# If two continuous functions are equal almost everywhere on $[a,b]$, then they are equal everywhere on $[a,b]$

Suppose $f$ and $g$ are continuous functions on $[a,b]$. Show that if $f=g$ almost everywhere on $[a,b]$, then, in fact, $f=g$ on $[a,b]$. Is a similar assertion true if $[a,b]$ is replaced by a general measurable set $E$?

I have known that the set $A=\{x \mid f(x) \neq g(x)\}$ has measure zero and we want to show that A is empty. Now let's assume $A$ is not empty. I am stuck in getting the contradiction.

• Funny: this old thread bumped earlier today. Oct 29, 2013 at 2:46
• TeX tip: Use \mid (instead of just |) for the set builder to get correct spacing around it. Jan 16, 2015 at 15:50

You can do it even more simply:

$f,g$ continuous on $[a,b]$ implies $(f-g)$ continuous. Thus:

$$(f-g)^{-1}(0, + \infty)\cup(0, -\infty) = A$$

is open, thus $A=\emptyset$ as that is the only open set of measure zero. QED. No epsilonics required.

A nonempty open subset of $[a,b]$ always has positive measure. Does that help?

More Hints: The inverse image of an open set under a continuous function is _ _ _ _? A nonempty open set always contains an open interval.

• Thanks though. Which set is the open subset of [a,b] and why is your statement true?@Amitesh
– Yang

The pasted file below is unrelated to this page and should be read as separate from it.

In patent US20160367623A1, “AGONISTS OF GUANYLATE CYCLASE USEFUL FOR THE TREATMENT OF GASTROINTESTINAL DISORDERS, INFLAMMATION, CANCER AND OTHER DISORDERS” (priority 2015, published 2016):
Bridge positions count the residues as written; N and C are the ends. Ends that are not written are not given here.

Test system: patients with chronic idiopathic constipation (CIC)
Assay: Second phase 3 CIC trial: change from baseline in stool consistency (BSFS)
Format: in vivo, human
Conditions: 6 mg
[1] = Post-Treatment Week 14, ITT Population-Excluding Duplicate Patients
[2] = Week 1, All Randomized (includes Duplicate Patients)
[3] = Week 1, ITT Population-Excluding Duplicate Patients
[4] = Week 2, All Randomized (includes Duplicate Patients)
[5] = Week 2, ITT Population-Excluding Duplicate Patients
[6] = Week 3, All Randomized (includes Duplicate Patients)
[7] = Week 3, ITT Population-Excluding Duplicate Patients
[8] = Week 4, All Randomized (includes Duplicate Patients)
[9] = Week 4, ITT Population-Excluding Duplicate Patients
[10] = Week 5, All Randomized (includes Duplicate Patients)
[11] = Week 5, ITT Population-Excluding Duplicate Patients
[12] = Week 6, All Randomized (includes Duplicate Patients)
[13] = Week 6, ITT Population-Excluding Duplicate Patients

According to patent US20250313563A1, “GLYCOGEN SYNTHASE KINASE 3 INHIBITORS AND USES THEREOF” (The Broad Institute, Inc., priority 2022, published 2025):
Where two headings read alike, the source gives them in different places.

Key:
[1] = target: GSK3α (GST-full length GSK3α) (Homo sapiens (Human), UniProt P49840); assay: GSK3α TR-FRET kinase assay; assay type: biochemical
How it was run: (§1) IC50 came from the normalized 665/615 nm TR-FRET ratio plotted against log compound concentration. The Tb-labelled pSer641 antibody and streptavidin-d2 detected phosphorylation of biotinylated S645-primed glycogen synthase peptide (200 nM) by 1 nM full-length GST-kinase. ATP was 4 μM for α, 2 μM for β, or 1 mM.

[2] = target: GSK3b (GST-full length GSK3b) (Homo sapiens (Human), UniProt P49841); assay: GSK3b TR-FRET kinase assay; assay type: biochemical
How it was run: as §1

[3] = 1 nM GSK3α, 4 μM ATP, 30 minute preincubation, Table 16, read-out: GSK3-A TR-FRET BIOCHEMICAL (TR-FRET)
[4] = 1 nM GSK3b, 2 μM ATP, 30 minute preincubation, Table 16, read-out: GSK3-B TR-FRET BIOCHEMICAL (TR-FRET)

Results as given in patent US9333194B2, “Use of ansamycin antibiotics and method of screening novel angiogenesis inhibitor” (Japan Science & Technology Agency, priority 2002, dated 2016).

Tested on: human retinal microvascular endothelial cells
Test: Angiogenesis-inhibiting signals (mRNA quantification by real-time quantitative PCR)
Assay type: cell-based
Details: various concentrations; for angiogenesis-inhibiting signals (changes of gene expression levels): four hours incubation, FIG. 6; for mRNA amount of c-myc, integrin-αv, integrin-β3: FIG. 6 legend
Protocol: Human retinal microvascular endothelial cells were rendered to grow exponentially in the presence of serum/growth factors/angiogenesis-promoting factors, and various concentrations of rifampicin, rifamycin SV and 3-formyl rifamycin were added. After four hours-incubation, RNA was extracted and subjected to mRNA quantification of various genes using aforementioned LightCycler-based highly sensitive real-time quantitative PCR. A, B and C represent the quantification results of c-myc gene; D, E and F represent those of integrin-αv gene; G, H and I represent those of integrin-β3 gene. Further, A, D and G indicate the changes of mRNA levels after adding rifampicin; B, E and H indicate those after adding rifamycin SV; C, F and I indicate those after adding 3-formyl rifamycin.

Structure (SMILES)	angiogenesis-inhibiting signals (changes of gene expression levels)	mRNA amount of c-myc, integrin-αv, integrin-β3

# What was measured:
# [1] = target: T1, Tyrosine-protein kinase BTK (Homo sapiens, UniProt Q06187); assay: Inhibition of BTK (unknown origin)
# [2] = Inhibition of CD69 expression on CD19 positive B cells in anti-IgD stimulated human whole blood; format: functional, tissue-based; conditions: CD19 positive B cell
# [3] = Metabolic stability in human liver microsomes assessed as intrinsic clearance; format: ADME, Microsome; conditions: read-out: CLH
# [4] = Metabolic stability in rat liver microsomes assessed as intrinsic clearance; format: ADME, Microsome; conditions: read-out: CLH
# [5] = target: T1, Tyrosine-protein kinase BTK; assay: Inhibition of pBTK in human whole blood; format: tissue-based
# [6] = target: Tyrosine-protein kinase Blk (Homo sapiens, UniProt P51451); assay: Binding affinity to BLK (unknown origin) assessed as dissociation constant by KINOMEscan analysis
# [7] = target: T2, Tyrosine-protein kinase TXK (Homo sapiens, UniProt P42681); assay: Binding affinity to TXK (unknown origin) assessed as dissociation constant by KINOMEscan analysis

Oct 29, 2013 at 3:05
• I've added further hints, @user98517. I hope they help but I think it's best if you think about this problem by yourself a little more. Oct 29, 2013 at 3:08
• The inverse image of an open set under a continuous function is an open set. I appreciate your answers. I will think about it.
– Yang
Oct 29, 2013 at 3:10
• OK @user98517. Is it possible to find a nonempty open subset of, say, $\mathbb{R}$ with measure zero? (It may be helpful to recall some familiar open sets to answer this question.) Oct 29, 2013 at 3:11
• I think it is possible@Amitesh
– Yang
Oct 29, 2013 at 3:19

Can I prove like this:

Assume that $A\neq \emptyset$. There exists $x_0\in[a,b]$ such that $f(x)-g(x)\neq 0$, WLOG, say $f(x)-g(x)=a>0$. Since $f,g$ are continuous, $f-g$ is also continuous. By the property of continuous function, for any $\epsilon$ there exists $\delta$ such that $|x-x_0|<\delta$ then $|(f-g)(x)- a|=|(f-g)(x) -(f-g)(x_0)|<\epsilon.$ By choosing $\epsilon = \frac{a}{2}$, $|(f-g)(x)-a|<\frac{a}{2}\to 0<\frac{a}{2}<(f-g)(x)< \frac{3a}{2}$. That means $f\neq g$ for all $x\in \{x:|x-x_0|<\delta\}\subset A$. Since $m \{x:|x-x_0|<\delta\}=2\delta>0$, we have a contradiction.

Hint: Think about topological properties of $A$ and you'll get your contradiction.

If $$f = g$$ almost everywhere on $$[a,b]$$ then $$|f - g| = 0$$ almost everywhere on $$[a,b].$$ Let $$\mu$$ denote the Lebesgue measure on $$[a,b].$$ Then $$\int_{a}^{b} |f-g|\ dx = \int_{[a,b]} |f-g|\ d\mu = 0.$$ Since $$f,g \in C[a,b]$$ it follows that $$|f - g| \in C[a,b]$$ and moreover $$|f-g| \geq 0$$ on $$[a,b].$$ So $$\int_{a}^{b} |f-g|\ dx = 0 \iff |f-g| \equiv 0 \iff f\equiv g.$$